One last “cultural” note. I know it horrifies Western people, but to eat Udon properly you have to slurp it! There is a reason for this: it helps you airate the very hot noodles as you eat them, which keeps you from burning the roof of your mouth at the same time it accentuates the taste of the broth.

Give it a try!


Today, we slurped this udon for lunch. Itadakimasu!

Tagged with: , ,

12 Responses

Subscribe to comments with RSS.

  1. Billy said, on October 23, 2009 at 3:21 am

    I love the how you layed out the pics. Easy to understand and very informative.

    • kanako said, on October 23, 2009 at 8:16 am

      Thank you. I want the pics like that, even if they aren’t very aesthetic…

  2. revbob22 said, on October 23, 2009 at 9:42 am

    I’m going to have to stop reading your blog until after I eat. This is torture!~

  3. Yin said, on October 27, 2009 at 8:43 pm

    Hi, I came across your blog randomly while surfing the net – your recipes are great!

    Just wondering, what exactly is konbu and dashi? I know dashi to be a sort of soy sauce, is this correct? Is konbu simply a soup stock of some sort? Is there any generic english names for them – I think it might be tricky to get these ingredients from a grocery without even knowing what they are!

  4. Jenn said, on December 4, 2009 at 10:52 pm

    Hi! I came across your blog while surfing for Japanese recipes and really love the recipes you are posting.
    I am familiar with dashi and usually make it at home with kombu and katsuobushi flakes. Was wondering from your recipe when you mean 3 tsp of dashi – is it 3 tsp of instant dashi (such as the graules) or 3 tsp of the dashi liquid stock?

    Thanks for clarifying for me. I look forward to trying your recipes very soon!

    • kanako said, on December 7, 2009 at 1:58 pm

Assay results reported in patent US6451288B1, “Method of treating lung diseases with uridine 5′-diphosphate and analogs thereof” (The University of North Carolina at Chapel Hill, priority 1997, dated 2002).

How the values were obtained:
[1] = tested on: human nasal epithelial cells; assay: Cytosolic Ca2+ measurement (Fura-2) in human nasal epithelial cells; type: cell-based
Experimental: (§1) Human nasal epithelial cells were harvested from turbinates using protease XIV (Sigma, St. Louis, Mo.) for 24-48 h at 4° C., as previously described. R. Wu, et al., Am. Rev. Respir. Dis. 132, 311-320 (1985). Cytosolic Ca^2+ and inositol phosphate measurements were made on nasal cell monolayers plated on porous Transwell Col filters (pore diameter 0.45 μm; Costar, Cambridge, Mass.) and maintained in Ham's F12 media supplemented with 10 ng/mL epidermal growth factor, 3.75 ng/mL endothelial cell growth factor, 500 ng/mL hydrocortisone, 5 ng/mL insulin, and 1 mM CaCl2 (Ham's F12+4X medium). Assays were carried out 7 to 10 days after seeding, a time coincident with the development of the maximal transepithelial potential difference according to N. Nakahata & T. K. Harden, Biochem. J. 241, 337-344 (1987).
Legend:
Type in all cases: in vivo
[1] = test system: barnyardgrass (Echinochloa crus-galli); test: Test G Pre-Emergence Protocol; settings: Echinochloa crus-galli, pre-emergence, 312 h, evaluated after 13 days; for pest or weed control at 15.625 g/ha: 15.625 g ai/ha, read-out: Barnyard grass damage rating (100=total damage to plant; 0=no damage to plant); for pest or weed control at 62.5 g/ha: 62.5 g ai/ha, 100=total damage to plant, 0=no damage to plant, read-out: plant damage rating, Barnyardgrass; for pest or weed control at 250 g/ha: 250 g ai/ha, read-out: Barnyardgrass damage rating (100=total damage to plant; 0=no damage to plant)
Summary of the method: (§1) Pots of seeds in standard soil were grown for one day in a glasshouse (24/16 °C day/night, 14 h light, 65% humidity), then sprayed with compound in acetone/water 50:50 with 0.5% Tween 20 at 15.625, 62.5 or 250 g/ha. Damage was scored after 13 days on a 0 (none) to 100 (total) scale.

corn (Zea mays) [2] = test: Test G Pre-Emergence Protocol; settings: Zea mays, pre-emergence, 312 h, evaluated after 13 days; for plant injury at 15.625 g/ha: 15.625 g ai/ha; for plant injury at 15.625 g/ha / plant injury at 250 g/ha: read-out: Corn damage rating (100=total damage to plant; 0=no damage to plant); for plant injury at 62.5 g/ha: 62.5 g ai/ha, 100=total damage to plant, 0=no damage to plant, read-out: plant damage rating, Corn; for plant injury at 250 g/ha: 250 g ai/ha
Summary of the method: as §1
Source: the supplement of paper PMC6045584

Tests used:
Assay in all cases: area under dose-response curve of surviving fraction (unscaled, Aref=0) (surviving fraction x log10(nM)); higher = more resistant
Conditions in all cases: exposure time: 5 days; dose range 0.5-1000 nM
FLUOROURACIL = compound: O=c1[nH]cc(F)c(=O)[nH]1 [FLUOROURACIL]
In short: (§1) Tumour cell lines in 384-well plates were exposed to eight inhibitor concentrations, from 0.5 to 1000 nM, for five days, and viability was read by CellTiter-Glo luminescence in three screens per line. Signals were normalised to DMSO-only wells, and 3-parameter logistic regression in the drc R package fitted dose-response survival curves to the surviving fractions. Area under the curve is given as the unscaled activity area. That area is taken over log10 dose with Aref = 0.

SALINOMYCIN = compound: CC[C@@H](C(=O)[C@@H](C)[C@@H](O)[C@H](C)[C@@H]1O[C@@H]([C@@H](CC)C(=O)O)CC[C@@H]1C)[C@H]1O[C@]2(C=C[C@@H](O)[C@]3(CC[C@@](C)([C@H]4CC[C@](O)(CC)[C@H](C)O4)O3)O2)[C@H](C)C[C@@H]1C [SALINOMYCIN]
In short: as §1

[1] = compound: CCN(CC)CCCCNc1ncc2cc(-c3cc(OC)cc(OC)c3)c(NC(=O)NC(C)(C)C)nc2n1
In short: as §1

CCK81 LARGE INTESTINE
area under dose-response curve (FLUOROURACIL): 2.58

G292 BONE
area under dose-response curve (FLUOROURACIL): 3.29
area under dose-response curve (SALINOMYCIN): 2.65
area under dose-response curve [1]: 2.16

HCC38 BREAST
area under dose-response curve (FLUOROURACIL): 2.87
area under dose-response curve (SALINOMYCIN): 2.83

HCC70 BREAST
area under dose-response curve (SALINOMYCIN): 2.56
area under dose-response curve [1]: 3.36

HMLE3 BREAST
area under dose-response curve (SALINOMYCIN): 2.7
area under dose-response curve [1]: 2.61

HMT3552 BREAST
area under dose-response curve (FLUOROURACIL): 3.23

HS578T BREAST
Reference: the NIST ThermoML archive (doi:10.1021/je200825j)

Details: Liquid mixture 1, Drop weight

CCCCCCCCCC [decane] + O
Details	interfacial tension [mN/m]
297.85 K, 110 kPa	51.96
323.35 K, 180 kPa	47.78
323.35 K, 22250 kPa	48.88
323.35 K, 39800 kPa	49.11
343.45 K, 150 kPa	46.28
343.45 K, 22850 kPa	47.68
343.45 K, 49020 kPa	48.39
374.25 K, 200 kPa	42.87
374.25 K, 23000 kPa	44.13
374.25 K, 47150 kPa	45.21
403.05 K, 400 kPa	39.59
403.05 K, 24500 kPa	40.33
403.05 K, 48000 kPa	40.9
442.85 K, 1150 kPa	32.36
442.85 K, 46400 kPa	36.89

Hi Jenn,
      thank you for visiting my site.
      That’s great you are making dashi by yourself.

      I don’t make dashi stock because I’m sending for a special good dashi powder from Kyoto, which is not for sale in general. It’s also too much work for me. So Dashi, I mention here, is always powdered dashi.

  5. Jenn said, on December 7, 2009 at 4:42 pm

    Thank you so much for your clarification! It’s great you have access to some special good dashi! I can’t wait to make this dish for tonight! Thanks again.

  6. Jenn said, on December 17, 2009 at 10:16 pm

    Hihi Kanako,

    Finally gotten around to making this tonight for dinner. It was another success! Thanks.
    Hope your camera issues are resolved soon and you will be posting new recipes!
    Have a great weekend.

    • kanako said, on December 19, 2009 at 6:10 pm

      Hi Jenn,
      thank you for the comment. I hope to fix the camera as soon as possible…

  7. Bo said, on February 20, 2015 at 11:34 pm

    Hi Kanako,

    how do I know when the egg is cooked? Is there a specific colour, or do I wait for it to boil, or should it be a certain texture/stiffness?

    I’m only a teenager but I always have the most trouble with the timing of eggs.

    By the way, I loved the pictures! Kanako-san is very helpful.

    Thank you!

    • Kanako Noda said, on February 24, 2015 at 7:07 am

      Hi, Bo
      egg will be cooked when you find the white of an egg turns white, not transparent. I like soft-boiled egg, so I use fresh eggs.

Leave a Reply

Fill in your details below or click an icon to log in:

WordPress.com Logo

You are commenting using your WordPress.com account. Log Out /  Change )

Google photo

You are commenting using your Google account. Log Out /  Change )

Twitter picture

You are commenting using your Twitter account. Log Out /  Change )

Facebook photo

You are commenting using your Facebook account. Log Out /  Change )

Connecting to %s

%d bloggers like this: